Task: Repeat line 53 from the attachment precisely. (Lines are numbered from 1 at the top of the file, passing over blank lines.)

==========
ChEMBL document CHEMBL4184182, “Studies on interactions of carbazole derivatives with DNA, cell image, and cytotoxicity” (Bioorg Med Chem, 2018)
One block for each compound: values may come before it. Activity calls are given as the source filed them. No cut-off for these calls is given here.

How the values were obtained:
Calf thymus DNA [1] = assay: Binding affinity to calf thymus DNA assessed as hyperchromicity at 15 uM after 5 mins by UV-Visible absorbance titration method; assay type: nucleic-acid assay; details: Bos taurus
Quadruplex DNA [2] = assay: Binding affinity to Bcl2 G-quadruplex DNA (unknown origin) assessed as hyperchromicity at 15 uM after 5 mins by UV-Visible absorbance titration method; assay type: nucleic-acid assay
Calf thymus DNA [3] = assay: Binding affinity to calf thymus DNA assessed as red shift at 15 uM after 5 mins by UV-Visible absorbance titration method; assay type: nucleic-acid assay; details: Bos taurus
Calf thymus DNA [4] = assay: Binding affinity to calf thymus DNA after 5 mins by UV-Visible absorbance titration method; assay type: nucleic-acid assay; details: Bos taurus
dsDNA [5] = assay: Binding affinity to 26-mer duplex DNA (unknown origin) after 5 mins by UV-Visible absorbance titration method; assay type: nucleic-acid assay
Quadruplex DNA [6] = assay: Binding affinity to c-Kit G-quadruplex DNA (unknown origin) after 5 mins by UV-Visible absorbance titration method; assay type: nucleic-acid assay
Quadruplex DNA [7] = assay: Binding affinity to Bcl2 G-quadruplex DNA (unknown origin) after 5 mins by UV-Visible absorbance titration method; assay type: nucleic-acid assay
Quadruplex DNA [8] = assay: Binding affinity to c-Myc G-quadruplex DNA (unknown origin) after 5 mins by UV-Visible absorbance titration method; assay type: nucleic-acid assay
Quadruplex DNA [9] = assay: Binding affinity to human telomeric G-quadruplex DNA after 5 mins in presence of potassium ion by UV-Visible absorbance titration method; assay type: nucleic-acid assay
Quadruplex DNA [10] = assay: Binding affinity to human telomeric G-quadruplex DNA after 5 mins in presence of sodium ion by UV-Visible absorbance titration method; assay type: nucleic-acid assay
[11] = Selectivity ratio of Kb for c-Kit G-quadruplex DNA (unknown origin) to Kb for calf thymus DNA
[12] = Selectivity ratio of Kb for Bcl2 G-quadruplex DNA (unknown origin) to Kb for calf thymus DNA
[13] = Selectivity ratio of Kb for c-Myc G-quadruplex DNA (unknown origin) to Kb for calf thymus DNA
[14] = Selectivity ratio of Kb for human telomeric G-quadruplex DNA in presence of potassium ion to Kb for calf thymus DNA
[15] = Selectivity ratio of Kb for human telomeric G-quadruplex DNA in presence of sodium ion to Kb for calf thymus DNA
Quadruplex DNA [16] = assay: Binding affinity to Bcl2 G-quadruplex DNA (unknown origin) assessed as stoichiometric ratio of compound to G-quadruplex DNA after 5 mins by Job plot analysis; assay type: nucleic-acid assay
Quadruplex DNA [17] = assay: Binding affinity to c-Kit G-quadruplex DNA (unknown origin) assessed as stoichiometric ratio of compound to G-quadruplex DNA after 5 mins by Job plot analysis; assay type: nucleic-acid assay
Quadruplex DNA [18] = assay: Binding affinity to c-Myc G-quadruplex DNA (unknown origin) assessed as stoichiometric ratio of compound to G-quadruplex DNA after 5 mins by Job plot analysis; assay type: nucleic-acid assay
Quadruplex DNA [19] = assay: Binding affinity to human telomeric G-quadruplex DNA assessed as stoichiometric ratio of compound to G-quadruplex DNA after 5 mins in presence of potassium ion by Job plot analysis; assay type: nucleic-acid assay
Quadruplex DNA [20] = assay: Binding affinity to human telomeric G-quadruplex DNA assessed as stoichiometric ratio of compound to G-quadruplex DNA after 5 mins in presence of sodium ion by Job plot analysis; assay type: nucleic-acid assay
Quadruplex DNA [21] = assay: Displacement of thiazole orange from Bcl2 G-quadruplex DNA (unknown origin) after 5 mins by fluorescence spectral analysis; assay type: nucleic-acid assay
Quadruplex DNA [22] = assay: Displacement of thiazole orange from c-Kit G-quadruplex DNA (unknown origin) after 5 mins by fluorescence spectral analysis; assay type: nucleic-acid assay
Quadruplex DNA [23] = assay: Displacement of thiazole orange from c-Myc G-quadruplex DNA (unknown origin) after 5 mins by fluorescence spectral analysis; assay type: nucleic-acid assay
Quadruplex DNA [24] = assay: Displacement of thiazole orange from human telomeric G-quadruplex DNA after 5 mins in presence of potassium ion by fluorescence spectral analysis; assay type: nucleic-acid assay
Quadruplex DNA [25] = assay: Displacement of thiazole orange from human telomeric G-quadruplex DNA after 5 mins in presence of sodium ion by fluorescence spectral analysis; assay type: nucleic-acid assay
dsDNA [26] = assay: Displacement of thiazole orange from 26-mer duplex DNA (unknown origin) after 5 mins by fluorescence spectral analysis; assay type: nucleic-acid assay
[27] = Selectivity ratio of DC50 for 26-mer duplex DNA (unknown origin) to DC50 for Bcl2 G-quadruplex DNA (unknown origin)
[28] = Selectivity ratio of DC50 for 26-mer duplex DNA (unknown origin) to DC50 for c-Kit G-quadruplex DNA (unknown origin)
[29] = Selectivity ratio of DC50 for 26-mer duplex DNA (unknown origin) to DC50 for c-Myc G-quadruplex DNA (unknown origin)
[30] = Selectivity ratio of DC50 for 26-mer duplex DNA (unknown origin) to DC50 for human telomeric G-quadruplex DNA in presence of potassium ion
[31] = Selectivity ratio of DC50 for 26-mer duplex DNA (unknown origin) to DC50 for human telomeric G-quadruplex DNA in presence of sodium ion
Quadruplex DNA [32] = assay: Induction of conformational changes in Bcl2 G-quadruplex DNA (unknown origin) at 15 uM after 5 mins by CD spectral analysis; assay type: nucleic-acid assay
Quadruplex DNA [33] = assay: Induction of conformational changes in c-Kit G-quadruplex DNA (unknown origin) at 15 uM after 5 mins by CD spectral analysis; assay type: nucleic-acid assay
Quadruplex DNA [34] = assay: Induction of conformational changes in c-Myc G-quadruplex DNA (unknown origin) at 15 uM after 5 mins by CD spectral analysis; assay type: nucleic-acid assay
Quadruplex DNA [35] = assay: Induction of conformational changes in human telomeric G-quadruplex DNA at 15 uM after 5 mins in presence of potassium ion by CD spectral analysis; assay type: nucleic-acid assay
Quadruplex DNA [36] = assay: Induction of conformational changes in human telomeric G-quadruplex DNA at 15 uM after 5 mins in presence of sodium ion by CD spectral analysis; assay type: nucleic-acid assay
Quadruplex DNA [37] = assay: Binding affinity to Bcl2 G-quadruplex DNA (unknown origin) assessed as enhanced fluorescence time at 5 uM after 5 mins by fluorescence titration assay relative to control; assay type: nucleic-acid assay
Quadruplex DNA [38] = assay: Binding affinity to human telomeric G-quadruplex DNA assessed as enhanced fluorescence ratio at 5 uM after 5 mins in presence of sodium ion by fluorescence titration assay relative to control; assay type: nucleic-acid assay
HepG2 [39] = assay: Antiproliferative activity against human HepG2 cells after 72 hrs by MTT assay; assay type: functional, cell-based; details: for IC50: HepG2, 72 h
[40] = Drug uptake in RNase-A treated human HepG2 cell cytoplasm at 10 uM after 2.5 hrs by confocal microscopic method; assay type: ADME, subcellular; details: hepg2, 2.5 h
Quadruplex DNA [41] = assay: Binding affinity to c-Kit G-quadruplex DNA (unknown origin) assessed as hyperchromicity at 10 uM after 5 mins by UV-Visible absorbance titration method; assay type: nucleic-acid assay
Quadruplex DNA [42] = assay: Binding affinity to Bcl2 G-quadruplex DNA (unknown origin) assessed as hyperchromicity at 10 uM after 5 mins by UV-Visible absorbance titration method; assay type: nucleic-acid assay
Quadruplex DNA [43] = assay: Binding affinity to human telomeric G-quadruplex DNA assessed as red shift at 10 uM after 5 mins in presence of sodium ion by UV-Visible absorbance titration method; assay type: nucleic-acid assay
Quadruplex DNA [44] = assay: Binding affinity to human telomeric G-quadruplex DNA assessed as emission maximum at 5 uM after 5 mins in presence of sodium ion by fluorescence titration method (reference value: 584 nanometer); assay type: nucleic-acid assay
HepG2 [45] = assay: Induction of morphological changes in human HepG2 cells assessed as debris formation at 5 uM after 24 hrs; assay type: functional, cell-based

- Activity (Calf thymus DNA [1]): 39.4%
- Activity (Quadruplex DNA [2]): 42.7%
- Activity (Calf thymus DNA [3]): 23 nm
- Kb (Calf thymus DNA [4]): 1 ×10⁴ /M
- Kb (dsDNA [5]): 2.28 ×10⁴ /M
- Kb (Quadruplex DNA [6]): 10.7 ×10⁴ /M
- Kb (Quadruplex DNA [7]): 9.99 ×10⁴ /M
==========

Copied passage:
- Kb (dsDNA [5]): 2.28 ×10⁴ /M